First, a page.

the years," he said.
Homes in Franklin County are marketed as second homes for
residents from Nashville, Chattanooga and Huntsville, Ala., Mr.
Although Franklin County officials couldn’t specify the amount
of property taxes paid by residents of the Tims Ford
communities, they said the impact of lakefront development is
Officials with both counties said property taxes have remained
low because of new tax money from development.
Loudon County passed its first property tax increase in 19 years
last year, and county officials said that over the last several
years property tax rates have dropped because of additional
But Loudon County resident Pat Hunter, president of Clean Air
Friends-Clean Air Kids, said property values have shot up since
Tellico Village was built. That can cause property taxes for
existing homeowners to increase, she said. "It’s getting harder
to live the American dream of owning your own home," she said.
When she first moved to Loudon County, lots sold at $1,500 to
$2,000 an acre, she said. Now lots of a quarter of an acre are
$40,000 and up, she said.
Mrs. Hunter said most Loudon County residents remember when
farms dotted the landscape where Tellico Village and the Rarity
communities now sit. She said mom-and-pop stores now compete
with chain stores. People moving into gated communities are more
isolated from the rest of the community, she said.
Both counties are seeing problems from lakefront growth,
In Franklin County, community leaders are worried about water
quality and increased boat traffic on Tims Ford Lake, especially
with the new development of Fanning Bend coming into the area.
Loudon County residents are dealing with the loss of once public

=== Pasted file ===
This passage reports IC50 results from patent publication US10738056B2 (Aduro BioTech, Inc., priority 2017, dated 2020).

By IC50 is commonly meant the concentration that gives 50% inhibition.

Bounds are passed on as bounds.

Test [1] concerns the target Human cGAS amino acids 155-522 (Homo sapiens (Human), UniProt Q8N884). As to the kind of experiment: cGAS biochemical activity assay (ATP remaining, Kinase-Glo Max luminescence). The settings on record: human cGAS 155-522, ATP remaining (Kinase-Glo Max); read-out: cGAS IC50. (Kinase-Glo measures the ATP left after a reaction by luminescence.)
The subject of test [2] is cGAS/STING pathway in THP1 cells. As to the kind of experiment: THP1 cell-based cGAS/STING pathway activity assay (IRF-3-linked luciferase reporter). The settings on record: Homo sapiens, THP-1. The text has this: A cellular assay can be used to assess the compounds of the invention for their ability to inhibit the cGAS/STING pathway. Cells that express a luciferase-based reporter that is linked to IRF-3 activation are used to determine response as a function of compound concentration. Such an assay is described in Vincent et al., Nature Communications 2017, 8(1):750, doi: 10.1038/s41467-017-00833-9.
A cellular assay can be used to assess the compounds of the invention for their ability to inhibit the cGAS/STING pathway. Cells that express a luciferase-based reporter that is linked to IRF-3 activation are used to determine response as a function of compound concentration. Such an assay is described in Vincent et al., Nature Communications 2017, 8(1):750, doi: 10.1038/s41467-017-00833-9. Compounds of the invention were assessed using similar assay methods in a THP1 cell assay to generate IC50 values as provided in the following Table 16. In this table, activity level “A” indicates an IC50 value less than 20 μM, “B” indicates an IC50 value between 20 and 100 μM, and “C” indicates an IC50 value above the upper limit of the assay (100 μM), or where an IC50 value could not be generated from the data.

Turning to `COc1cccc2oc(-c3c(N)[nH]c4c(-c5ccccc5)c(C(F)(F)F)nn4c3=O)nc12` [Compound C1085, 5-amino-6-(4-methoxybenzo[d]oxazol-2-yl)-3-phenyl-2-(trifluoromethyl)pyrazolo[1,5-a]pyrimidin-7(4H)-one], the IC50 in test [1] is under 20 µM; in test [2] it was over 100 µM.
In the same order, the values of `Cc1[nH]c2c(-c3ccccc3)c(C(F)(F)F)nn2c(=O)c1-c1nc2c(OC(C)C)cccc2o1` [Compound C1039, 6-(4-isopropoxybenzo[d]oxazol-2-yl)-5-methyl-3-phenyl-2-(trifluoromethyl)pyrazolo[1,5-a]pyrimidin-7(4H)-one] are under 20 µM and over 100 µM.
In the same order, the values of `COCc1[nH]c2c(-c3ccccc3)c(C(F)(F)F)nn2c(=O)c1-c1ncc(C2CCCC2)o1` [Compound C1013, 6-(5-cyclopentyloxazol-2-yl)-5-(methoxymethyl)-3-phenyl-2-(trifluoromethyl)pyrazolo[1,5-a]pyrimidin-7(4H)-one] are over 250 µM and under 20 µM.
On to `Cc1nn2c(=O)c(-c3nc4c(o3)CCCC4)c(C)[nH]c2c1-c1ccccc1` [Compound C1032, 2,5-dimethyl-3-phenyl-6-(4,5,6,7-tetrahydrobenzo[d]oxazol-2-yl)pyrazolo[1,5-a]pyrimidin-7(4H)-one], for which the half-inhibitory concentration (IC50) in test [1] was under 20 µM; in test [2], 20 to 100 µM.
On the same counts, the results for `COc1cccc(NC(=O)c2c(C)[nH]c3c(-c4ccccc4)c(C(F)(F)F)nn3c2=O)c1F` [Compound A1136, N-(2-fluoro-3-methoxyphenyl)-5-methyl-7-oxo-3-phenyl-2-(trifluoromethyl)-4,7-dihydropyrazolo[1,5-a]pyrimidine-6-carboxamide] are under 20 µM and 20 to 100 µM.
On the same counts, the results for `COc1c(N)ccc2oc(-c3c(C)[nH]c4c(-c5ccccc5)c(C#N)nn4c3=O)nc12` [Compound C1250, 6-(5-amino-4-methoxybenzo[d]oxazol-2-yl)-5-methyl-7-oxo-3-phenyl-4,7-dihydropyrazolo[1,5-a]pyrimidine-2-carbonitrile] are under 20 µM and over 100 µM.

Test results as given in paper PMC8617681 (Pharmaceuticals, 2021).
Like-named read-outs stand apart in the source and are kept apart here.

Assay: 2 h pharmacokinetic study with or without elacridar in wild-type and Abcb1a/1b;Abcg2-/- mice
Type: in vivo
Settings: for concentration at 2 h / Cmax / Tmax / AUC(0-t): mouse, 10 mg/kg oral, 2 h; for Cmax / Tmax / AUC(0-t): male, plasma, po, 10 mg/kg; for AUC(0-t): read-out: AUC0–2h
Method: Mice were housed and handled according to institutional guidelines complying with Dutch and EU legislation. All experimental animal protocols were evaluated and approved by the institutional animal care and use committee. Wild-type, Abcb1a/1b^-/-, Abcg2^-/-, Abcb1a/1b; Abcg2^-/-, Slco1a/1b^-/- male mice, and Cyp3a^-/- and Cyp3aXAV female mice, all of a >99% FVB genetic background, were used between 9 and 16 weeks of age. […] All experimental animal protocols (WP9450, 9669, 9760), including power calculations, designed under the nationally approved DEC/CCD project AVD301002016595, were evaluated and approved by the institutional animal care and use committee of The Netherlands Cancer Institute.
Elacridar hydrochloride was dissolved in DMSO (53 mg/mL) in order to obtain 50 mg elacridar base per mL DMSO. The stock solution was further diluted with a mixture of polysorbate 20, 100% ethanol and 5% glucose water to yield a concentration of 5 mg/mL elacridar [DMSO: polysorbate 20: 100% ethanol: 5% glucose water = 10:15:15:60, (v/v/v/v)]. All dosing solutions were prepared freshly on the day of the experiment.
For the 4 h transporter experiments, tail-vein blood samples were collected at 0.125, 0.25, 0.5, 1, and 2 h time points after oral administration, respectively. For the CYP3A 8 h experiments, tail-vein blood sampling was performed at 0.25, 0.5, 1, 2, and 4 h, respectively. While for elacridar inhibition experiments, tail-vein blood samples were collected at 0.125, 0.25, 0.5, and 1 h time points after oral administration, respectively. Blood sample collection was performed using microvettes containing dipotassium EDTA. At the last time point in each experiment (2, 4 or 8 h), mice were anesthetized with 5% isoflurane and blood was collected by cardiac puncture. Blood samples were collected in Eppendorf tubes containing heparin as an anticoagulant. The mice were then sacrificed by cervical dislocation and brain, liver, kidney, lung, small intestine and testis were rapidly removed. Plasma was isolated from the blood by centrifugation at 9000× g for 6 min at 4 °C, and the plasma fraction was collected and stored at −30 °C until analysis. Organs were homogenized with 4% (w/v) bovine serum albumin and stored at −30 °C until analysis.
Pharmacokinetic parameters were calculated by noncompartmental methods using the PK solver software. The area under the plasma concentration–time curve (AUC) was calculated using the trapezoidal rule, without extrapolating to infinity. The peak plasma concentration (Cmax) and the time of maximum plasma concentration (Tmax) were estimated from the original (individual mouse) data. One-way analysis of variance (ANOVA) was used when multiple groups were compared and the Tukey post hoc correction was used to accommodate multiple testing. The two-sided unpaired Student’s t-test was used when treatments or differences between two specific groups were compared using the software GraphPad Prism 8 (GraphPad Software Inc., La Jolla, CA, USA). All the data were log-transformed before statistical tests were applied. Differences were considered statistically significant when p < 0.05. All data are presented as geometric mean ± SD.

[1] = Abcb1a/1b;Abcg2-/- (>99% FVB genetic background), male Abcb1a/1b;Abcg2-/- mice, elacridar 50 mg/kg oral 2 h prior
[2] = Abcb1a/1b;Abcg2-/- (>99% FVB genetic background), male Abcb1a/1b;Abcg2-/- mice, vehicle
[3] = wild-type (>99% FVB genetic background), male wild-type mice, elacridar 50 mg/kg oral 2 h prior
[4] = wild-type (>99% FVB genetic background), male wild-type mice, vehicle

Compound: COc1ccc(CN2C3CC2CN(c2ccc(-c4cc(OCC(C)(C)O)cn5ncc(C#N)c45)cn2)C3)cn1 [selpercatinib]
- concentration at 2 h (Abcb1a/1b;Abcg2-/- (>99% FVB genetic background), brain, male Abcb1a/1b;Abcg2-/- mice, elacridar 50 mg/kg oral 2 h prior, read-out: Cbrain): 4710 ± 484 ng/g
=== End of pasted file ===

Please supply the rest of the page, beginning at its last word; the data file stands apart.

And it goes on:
"We want controlled growth, smart growth," said Steve Hammond,
chairman of Friends of Tims Ford. Mr. Hammond said water quality
has gone down in the area and the boat accident rate on the lake
is among the worst in the state. State records show in 2005
there were three boating accidents on Tims Ford Lake, compared
to 22 accidents on Chickamauga Lake, which was the worst in the
state. In 2004, there were 12 reported accidents on Tims Ford
Lake, and three were reported in 2003, Tennessee Wildlife
Resource Agency records show.
Businesses brought in from the high-dollar communities also need
water, sewers and improved roads, which cost money, officials
said.More growth overall is taxing communities, officials said.
From July 2003 to July 2004, Loudon County deputies were called
out 19,437 times, said Loudon County Sheriff Tim Guider. Calls
increased to 21,055 the next year, he said. From July 2005 to
July 2006, deputies were called out 21,266 times, he said.
"We’re seeing just a continual increase," Sheriff Guider said.
Franklin County Sheriff Tim Fuller said there has been a slight
increase in property thefts in the county because a lot of the
homes are occupied on a seasonal basis. There also is increased
traffic on the roads, especially during the weekends and summer
months, he said.
Edward Headlee, director of Loudon County schools, said a recent
study showed more schools are needed.
The county also is in the process of passing a tax on new homes
that will go toward building schools, which officials said might
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EMINENT DOMAIN HISTORY In 1967, work
began on Tellico Dam. During the 1960s and 1970s, farmers who
owned the land around what is now Tellico Reservoir were offered
buyouts by the federal government. Some farmers refused to sell
and forcibly were moved from the area. In 1979, construction was
completed on the dam.
In the 1980s, the Tennessee Valley Authority formed the Tellico
Reservoir Development Agency to manage the land around the
reservoir and find potential buyers to help develop the area.
Source: Chattanooga Times Free Press archives